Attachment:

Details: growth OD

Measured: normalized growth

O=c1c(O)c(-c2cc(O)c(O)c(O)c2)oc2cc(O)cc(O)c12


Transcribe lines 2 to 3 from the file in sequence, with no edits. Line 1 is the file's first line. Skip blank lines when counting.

Measured: normalized growth

O=c1c(O)c(-c2cc(O)c(O)c(O)c2)oc2cc(O)cc(O)c12